Integrative Molecular Phenotyping
INTEGRATIVE MOLECULAR
PHENOTYPING
WHEELOCK LABORATORY
DEPARTMENT OF MEDICAL
BIOCHEMISTRY AND BIOPHYSICS
WHEELOCK LABORATORY
DEPARTMENT OF MEDICAL
BIOCHEMISTRY AND BIOPHYSICS
WHEELOCK LABORATORY
DEPARTMENT OF MEDICAL
BIOCHEMISTRY AND BIOPHYSICS
WHEELOCK LABORATORY
DEPARTMENT OF MEDICAL
BIOCHEMISTRY AND BIOPHYSICS
WHEELOCK LABORATORY
DEPARTMENT OF MEDICAL
BIOCHEMISTRY AND BIOPHYSICS
WHEELOCK LABORATORY

PubMed

PubMed
NCBI: db=pubmed; Term=metabolomics
Updated: 2 hours 38 min ago

Ustilago maydis effector Jsi1 interacts with Topless corepressor, hijacking plant JA/ET signaling.

Sun, 29/11/2020 - 13:47
Related Articles Ustilago maydis effector Jsi1 interacts with Topless corepressor, hijacking plant JA/ET signaling. New Phytol. 2020 Nov 28;: Authors: Darino M, Chia KS, Marques J, Aleksza D, Soto Jiménez LM, Saado I, Uhse S, Borg M, Betz R, Bindics J, Zienkiewicz K, Feussner I, Petit-Houdenot Y, Djamei A Abstract Ustilago maydis (U. maydis) is the causal agent of maize smut disease. During the colonization process, the fungus secretes effector proteins which suppress immune responses and redirect the host metabolism in favor of the pathogen. As effectors play a critical role during plant colonization, their identification and functional characterization is essential to understanding biotrophy and disease. Using biochemical, molecular, and transcriptomic techniques, we performed a functional characterization of the U. maydis effector Jasmonate/Ethylene signaling inducer 1 (Jsi1). Jsi1 interacts with several members of the plant co-repressor family Topless/Topless related (TPL/TPR). Jsi1 expression in Zea mays (Z. mays) and Arabidopsis thaliana (A. thaliana) leads to transcriptional induction of the ethylene response factor (ERF) branch of the jasmonate/ethylene (JA/ET) signaling pathway. In A. thaliana, activation of the ERF-branch leads to biotrophic susceptibility. Jsi1 likely activates the ERF-branch via an EAR motif, which resembles EAR motifs from plant ERF transcription factors, that interacts with TPL/TPR proteins. EAR motif-containing effector candidates were identified from different fungal species including Magnaporthe oryzae, Sporisorium scitamineum, and Sporisorium reilianum. Interaction between plant TPL proteins and these effector candidates from biotrophic and hemibiotrophic fungi indicates the convergent evolution of effectors modulating the TPL/TPR co-repressor hub. PMID: 33247447 [PubMed - as supplied by publisher]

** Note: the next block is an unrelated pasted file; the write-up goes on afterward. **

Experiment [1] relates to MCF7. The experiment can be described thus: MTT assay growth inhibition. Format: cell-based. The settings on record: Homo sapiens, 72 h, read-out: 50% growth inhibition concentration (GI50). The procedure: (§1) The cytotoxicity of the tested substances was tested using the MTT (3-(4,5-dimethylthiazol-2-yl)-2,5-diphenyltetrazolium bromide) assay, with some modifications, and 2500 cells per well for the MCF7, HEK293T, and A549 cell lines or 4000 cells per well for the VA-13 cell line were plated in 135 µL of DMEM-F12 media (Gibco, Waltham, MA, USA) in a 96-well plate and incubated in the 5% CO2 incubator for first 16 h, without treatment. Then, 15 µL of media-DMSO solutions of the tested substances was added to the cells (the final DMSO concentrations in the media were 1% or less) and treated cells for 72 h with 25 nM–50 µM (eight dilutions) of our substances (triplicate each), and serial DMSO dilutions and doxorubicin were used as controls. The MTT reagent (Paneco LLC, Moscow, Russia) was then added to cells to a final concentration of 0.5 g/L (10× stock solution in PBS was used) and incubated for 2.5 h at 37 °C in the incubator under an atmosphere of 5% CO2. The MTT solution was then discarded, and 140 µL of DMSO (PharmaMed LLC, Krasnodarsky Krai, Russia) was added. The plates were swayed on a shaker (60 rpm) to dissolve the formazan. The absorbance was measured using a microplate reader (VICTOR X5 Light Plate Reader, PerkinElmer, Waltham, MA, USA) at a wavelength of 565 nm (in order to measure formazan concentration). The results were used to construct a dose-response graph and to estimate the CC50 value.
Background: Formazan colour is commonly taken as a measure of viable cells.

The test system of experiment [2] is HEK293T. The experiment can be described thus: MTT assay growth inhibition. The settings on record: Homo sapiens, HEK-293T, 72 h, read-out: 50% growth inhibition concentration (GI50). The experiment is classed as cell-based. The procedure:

Hyphenated high-resolution mass spectrometry-the "all-in-one" device in analytical toxicology?

Sun, 29/11/2020 - 13:47
Related Articles Hyphenated high-resolution mass spectrometry-the "all-in-one" device in analytical toxicology? Anal Bioanal Chem. 2020 Nov 28;: Authors: Maurer HH Abstract This trend article reviews papers with hyphenated high-resolution mass spectrometry (HRMS) approaches applied in analytical toxicology, particularly in clinical and forensic toxicology published since 2016 and referenced in PubMed. The article focuses on the question of whether HRMS has or will become the all-in-one device in these fields as supposed by the increasing number of HRMS presentations at scientific meetings, corresponding original papers, and review articles. Typical examples for the different application fields are discussed such as targeted or untargeted drug screening, quantification, drug metabolism studies, and metabolomics approaches. Considering the reviewed papers, HRMS is currently the only technique that fulfills the criteria of an all-in-one device for the various applications needed in analytical toxicology.Graphical abstract. PMID: 33247339 [PubMed - as supplied by publisher]

Potential impact of tissue molecular heterogeneity on ambient mass spectrometry profiles: a note of caution in choosing the right disease model.

Sun, 29/11/2020 - 13:47